CARACAS, Venezuela — Hugo Chávez’s body will be preserved and forever displayed inside a glass tomb at a military museum not far from the presidential palace from which he ruled for 14 years, his successor announced Thursday in a Caribbean version of the treatment given communist revolutionary leaders like Lenin, Mao and Ho Chi Minh.
Vice President Nicolas Maduro, Venezuela’s acting head of state, said Chávez would first lie in state for “at least” seven more days at the museum, which will eventually become his permanent home.
It was not clear when exactly he would be moved from the military academy where his body has been since Wednesday.
A state funeral will be held Friday attended by 33 heads of government, including Cuban President Raul Castro and Iranian leader Mahmoud Ahmadinejad. U.S. Rep. Gregory Meeks, a New York Democrat, and former Rep. William Delahunt, a Democrat from Massachusetts, will represent the United States, which Chávez often portrayed as a great global evil even as he sent the country billions of dollars in oil each year.
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Maduro said the body would be held in a “crystal urn” at the Museum of the Revolution, a stone’s throw from Miraflores presidential palace.
The announcement followed two emotional days in which Chávez’s supporters compared him to Jesus Christ, and accused his national and international critics of subversion.
A sea of sobbing, heartbroken humanity jammed Venezuela’s main military academy Thursday to see Chávez’s body, some waiting 10 hours under the twinkling stars and the searing Caribbean sun to file past his coffin.
But even as his supporters attempted to immortalize the dead president, a country exhausted from round-the-clock mourning began to look toward the future. Some worried openly whether the nation’s anointed leaders are up to the task of filling his shoes, and others said they were anxious for news on when elections will be held. The constitution mandates they be called within 30 days, but the government has yet to address the matter.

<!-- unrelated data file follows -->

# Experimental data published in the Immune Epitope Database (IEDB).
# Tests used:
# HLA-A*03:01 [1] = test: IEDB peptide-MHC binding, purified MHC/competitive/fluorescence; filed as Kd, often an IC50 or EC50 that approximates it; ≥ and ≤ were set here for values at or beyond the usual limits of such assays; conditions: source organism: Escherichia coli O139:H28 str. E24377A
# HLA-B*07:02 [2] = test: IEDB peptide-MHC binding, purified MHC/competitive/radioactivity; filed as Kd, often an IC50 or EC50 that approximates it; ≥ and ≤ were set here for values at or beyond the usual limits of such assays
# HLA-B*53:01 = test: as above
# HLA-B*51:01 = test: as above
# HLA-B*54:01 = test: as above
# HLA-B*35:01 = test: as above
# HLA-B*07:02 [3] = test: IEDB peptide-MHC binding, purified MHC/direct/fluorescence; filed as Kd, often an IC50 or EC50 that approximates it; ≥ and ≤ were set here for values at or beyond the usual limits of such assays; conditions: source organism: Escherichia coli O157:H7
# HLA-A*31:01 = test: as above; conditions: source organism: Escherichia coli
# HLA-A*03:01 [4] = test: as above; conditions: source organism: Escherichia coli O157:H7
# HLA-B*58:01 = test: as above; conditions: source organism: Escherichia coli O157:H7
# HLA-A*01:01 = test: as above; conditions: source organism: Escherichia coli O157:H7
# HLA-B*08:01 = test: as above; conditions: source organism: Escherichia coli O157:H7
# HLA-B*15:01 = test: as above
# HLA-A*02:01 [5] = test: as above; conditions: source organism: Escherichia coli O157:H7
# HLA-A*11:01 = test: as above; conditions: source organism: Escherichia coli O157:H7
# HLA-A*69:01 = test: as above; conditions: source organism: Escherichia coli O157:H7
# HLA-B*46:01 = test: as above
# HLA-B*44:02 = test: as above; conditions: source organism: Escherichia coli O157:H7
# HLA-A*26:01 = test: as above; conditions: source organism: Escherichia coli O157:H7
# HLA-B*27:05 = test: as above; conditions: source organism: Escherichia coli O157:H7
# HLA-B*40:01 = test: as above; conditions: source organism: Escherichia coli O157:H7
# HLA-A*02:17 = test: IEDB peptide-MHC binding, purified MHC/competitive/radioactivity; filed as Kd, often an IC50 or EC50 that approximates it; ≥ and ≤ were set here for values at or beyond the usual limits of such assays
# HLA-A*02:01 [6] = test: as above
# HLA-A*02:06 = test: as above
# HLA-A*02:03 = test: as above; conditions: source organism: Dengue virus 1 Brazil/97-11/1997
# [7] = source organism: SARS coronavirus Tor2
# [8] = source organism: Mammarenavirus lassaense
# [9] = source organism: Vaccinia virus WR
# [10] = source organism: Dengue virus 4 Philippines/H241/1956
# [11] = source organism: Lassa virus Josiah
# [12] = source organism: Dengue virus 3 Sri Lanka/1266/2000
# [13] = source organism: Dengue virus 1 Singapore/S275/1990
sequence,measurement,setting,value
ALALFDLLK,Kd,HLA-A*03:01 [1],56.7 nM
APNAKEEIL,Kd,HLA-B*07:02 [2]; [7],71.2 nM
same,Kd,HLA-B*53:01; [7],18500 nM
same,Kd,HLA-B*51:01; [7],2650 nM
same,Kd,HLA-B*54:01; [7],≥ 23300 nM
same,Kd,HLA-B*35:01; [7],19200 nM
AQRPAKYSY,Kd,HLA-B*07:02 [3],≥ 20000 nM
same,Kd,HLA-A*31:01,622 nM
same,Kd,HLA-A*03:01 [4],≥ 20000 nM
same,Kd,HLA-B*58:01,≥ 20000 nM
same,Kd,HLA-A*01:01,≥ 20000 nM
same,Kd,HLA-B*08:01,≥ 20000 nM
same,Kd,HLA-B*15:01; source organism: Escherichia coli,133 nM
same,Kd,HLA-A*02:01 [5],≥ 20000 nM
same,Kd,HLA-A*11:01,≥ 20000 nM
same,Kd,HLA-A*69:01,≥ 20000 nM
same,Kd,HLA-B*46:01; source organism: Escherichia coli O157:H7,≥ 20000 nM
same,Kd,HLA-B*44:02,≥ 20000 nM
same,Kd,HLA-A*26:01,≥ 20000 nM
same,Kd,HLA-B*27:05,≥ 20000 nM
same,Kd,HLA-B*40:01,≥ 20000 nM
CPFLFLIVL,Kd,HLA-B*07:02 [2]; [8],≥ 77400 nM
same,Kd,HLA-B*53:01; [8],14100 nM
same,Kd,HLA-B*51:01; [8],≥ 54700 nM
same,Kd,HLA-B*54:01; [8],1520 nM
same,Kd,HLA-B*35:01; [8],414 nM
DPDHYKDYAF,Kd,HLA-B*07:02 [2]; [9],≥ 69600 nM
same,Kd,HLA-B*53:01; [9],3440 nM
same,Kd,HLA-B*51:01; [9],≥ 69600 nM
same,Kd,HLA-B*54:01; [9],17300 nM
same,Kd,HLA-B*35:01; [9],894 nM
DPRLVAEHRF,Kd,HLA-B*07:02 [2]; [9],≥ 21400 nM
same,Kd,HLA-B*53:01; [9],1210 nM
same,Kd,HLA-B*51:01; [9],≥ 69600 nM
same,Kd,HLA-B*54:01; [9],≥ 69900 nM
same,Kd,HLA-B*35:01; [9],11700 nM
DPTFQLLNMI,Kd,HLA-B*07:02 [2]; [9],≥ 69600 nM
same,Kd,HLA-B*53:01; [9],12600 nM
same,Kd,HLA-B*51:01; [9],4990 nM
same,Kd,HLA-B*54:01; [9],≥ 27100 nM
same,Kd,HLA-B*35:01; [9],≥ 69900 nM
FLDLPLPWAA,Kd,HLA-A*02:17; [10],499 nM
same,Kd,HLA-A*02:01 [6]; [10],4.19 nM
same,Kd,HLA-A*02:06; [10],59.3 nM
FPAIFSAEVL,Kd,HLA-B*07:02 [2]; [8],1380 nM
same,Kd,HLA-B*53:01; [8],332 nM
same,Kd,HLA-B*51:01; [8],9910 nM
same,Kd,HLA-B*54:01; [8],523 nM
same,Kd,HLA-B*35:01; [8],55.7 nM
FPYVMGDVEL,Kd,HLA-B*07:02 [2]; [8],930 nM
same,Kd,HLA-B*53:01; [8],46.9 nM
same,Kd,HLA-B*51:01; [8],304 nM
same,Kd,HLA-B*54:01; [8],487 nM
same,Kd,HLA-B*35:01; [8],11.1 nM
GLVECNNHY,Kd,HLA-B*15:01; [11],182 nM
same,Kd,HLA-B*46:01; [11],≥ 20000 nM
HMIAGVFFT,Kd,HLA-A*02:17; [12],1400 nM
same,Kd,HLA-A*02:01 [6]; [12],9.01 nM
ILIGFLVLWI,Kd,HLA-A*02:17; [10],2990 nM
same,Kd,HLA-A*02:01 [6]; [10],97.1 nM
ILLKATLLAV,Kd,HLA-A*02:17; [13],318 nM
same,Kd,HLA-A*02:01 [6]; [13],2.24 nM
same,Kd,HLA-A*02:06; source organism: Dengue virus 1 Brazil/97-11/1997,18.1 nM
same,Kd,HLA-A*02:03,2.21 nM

At the military academy, Chávez lay in a glass-covered coffin wearing the olive-green military uniform and red beret of his paratrooper days and looking gaunt and pale, his lips pressed together. In a nod to the insecurity that plagues this country, mourners had to submit to a pat down, pass through a metal detector and remove the batteries from their mobile phones before they entered.
Asked when an election would be held, Venezuelan Foreign Minister Elias Jaua said only that the constitution would be followed. He continued to refer to Maduro as “vice president,” though he also said the rest of the government was united in helping him lead the country.
The foreign minister also struck the defiant, us-against-the-world tone the government has projected, which some critics fear could incite passions in a country that remains on edge.
While Maduro is the clear favorite over likely opposition candidate Henrique Capriles, the nation is polarized between Chávez supporters and critics who hold him responsible for soaring inflation, a growing national debt and a jump in violent crime.
Opponents have also questioned the government’s allegiance to the rule of law, arguing that Maduro is not entitled to become interim president under the 1999 constitution. They have also criticized the defense minister, Adm. Diego Molero, for pledging support for Maduro’s candidacy despite a ban on the military taking sides politically.